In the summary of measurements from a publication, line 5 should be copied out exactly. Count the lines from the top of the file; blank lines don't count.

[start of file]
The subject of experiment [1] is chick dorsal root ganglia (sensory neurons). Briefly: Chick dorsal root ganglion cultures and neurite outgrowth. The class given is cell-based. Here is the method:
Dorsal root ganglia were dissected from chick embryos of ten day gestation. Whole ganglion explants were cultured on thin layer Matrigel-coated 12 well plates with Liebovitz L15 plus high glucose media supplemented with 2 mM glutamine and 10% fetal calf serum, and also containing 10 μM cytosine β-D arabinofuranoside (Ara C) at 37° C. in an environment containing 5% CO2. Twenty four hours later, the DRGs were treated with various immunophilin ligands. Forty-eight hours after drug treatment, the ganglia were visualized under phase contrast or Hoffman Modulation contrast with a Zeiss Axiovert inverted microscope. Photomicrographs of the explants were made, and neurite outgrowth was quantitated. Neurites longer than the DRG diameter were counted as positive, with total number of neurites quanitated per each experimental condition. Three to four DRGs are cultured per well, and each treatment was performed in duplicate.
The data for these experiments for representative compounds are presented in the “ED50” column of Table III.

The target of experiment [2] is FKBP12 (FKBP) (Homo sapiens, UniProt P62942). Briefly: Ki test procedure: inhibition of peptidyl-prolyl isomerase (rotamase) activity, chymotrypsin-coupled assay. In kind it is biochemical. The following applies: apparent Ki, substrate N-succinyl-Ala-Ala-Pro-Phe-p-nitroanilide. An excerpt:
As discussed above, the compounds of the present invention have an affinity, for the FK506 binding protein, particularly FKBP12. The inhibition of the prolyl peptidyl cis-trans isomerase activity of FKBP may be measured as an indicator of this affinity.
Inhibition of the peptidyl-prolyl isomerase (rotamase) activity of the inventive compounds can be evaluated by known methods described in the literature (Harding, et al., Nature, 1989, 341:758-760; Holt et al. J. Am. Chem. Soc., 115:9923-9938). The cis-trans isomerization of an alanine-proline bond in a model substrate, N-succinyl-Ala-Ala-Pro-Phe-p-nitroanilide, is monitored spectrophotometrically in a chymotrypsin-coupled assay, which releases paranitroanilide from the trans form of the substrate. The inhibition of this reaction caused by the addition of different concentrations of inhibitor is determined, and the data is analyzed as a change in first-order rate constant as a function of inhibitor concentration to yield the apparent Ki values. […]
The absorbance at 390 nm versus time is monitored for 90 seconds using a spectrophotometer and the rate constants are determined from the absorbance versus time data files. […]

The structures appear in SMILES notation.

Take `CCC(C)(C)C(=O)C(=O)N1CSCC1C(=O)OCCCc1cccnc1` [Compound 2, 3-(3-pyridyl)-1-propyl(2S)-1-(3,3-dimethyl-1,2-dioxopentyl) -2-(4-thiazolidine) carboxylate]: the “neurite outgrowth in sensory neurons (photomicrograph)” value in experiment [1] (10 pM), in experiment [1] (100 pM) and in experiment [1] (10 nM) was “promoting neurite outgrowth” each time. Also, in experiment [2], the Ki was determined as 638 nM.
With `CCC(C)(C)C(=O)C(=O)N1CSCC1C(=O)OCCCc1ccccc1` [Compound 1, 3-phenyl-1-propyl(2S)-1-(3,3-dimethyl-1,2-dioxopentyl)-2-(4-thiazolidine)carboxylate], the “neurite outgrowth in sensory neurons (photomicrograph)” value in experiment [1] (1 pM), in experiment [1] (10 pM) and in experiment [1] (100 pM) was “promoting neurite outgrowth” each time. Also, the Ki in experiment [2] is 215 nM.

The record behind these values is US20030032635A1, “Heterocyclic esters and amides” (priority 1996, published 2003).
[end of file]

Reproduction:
As discussed above, the compounds of the present invention have an affinity, for the FK506 binding protein, particularly FKBP12. The inhibition of the prolyl peptidyl cis-trans isomerase activity of FKBP may be measured as an indicator of this affinity.